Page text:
For the youngsters in the clubhouse, it was like McKeon had eyes in the back of his head. He let them have their fun, but he always knew what was going on. There was tough love, but he never forgot that the love part of that phrase mattered most.
“He was the right man for the right spot,” Pierre said. “It was like your grandpa managing you. Walking with his cigar, a lot of old school. I laugh today: All he carried to the dugout was his lineup card. He didn’t need no computer. He managed just like that, and he just knew the pulse of the team.”
On June 20, Miguel Cabrera arrived in Miami for his MLB debut.
“When I got here it was raining. Like always,” Cabrera recalled earlier this year.
Cabrera had come up as an infielder but started that game against the Rays in left field. He had to borrow an outfield glove from Double A teammate Chris Aguila.
His debut started 0-for-4 with a strikeout. But he returned to the plate in the 11th inning of a tied game. Journeyman reliever Al Levine was on the mound.
“Lou Piniella came out, said, ‘We don’t know anything about him. Just throw a fastball, get ahead,’” Levine said in 2021.
Levine threw a first-pitch fastball over the plate, and Cabrera reached out and blasted the ball to center field, clearing the wall at Pro Player Stadium. A walk-off homer in his MLB debut.
“I think we knew from that very, very minute that he was such a special hitter,” Hollandsworth said.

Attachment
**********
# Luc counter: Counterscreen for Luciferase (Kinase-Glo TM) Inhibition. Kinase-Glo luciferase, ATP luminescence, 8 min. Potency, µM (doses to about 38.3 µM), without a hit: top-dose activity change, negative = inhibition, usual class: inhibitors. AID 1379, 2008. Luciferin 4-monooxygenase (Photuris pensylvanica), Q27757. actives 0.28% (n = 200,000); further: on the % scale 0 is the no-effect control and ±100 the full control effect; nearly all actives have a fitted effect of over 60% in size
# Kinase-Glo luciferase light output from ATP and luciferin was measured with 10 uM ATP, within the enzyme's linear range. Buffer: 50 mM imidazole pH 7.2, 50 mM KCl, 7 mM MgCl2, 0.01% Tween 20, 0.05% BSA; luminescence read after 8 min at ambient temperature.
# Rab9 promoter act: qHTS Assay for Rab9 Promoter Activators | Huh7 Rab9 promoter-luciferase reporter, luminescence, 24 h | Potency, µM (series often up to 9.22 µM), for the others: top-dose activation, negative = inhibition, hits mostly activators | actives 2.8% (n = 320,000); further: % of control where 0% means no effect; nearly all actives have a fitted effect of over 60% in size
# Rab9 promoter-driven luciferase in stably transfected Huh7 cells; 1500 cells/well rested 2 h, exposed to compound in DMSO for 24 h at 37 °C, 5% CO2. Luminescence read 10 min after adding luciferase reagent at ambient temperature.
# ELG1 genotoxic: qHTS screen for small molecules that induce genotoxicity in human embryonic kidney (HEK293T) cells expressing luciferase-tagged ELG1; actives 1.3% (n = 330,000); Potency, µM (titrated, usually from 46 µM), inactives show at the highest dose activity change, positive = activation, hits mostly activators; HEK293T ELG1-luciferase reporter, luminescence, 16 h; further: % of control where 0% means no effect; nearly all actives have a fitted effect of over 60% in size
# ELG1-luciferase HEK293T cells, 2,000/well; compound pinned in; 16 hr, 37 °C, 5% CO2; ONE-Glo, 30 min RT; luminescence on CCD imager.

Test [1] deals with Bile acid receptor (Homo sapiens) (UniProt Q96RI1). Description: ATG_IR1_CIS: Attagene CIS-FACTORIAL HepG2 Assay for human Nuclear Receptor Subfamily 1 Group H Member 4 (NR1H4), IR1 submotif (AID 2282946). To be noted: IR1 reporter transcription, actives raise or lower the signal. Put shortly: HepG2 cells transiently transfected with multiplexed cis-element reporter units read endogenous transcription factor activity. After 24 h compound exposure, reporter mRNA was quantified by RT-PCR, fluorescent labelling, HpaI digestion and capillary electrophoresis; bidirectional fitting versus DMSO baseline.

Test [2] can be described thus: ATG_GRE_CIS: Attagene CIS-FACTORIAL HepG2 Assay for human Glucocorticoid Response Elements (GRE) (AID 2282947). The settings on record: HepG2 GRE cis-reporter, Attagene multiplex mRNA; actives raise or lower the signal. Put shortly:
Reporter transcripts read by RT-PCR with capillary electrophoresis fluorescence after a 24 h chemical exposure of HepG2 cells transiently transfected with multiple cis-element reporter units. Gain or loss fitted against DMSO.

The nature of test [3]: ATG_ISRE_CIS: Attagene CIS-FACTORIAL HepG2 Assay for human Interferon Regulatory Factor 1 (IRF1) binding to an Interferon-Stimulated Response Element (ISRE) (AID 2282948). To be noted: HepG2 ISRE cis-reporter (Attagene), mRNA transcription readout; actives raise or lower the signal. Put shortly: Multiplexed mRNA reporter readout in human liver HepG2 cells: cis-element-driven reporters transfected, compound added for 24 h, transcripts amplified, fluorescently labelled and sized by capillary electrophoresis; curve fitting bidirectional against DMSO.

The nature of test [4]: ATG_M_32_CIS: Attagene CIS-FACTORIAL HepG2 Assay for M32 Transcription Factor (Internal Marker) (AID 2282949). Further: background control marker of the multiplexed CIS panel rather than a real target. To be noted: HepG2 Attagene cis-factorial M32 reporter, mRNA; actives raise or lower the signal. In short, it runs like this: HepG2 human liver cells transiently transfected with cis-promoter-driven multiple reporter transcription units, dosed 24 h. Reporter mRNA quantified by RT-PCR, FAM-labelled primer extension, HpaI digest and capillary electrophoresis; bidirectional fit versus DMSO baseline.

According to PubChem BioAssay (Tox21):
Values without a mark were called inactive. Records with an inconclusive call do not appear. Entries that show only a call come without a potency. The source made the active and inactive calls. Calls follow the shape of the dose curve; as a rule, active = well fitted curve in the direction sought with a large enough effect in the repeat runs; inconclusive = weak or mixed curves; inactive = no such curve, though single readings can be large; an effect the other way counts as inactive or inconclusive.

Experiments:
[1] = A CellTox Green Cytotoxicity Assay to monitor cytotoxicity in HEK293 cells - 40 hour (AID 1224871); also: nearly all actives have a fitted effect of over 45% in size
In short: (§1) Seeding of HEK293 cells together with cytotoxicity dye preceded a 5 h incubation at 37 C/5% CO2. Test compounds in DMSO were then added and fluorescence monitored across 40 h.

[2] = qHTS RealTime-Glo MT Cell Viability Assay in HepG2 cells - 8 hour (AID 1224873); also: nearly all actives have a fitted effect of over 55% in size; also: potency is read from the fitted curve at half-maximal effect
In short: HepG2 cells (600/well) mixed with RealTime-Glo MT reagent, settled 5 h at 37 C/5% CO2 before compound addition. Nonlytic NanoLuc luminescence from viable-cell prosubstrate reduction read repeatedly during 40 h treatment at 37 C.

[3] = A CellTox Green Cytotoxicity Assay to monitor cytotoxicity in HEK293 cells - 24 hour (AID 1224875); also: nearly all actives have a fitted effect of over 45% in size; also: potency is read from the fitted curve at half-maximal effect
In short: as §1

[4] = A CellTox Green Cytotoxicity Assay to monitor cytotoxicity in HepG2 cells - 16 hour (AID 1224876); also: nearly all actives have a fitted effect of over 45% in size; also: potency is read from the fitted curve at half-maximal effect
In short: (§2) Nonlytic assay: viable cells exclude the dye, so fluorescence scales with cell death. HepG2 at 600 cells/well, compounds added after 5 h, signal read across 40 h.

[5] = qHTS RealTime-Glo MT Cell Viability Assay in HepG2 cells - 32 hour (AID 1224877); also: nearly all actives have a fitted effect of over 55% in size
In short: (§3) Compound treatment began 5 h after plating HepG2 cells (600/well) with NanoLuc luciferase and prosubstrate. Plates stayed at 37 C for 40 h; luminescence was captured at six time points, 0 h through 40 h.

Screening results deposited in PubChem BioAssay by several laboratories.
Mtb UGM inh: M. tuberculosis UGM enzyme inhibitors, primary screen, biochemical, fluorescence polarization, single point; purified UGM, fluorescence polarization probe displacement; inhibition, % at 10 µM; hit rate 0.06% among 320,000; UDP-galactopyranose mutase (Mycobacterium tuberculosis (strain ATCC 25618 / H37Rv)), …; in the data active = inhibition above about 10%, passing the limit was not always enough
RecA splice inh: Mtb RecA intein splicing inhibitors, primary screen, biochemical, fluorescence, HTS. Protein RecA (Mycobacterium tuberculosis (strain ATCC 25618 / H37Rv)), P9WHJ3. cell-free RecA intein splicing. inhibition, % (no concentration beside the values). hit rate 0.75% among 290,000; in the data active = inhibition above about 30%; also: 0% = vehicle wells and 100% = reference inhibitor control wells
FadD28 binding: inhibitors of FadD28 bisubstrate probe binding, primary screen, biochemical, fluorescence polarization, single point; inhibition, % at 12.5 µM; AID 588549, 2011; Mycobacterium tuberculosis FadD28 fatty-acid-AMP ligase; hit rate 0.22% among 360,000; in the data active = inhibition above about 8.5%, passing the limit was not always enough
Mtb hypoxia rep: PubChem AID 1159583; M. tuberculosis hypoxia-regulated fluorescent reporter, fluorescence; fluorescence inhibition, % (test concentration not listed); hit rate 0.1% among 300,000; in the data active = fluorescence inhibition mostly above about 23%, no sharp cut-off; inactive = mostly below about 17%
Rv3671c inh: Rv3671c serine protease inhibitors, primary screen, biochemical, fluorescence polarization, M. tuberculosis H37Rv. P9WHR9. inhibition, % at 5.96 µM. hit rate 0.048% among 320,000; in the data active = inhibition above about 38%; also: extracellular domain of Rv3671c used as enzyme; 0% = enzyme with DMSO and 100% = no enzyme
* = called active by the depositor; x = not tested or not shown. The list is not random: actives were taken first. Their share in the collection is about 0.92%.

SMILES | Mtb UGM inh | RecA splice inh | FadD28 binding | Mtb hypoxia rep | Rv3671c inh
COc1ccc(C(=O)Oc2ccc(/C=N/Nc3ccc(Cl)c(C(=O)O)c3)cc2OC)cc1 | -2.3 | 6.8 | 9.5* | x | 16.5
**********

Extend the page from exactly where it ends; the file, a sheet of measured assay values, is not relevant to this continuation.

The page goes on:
The nudist and the win streak
McKeon brought discipline. Cabrera and Willis brought energy. But the Marlins were still searching for other ways to break out of their struggles.
The date was May 25, the Marlins were 21-29, and it was a sleepy early morning before a day game. That’s when Redmond, the backup to Pudge Rodríguez, decided to do something outlandish. Redmond sauntered out of the clubhouse and toward the batting cage like any other day … with one caveat.
Redmond was wearing only shoes, socks and his batting gloves. Nothing else.
Players filtered into the cage and, one by one, started dying in laughter at their naked teammate. The Marlins won 6-2 that day, and Redmond had two hits.
“The guys needed a good laugh, and they got a good laugh,” Redmond said. “It did exactly what I was trying to do, make the guys relax and have fun.”
When the team returned home, Redmond kept up the bit, even though the team had to tape coverings over the windows outside the Marlins’ batting cage. Their winning streak reached six games.
During a slump later in the season, Redmond brought back the nudist BP act one more time. The Marlins went 21-8 to finish the year.
“I didn’t play a whole lot that year,” Redmond said. “I did a lot of cheering for Pudge. So I guess if I’m known for something to help spark (the turnaround), then that’s cool.”
A turnaround at Fenway
Only six games after Cabrera debuted, the Marlins traveled to Boston and got demolished at Fenway Park in the first of a three-game series. The Red Sox famously sent 19 batters to the plate and scored a record 14 runs in the first inning. Boston went on to win 25-8.
The day after the drubbing, the Red Sox were leading 9-2 in the eighth inning. The Marlins ended up winning, 10-9.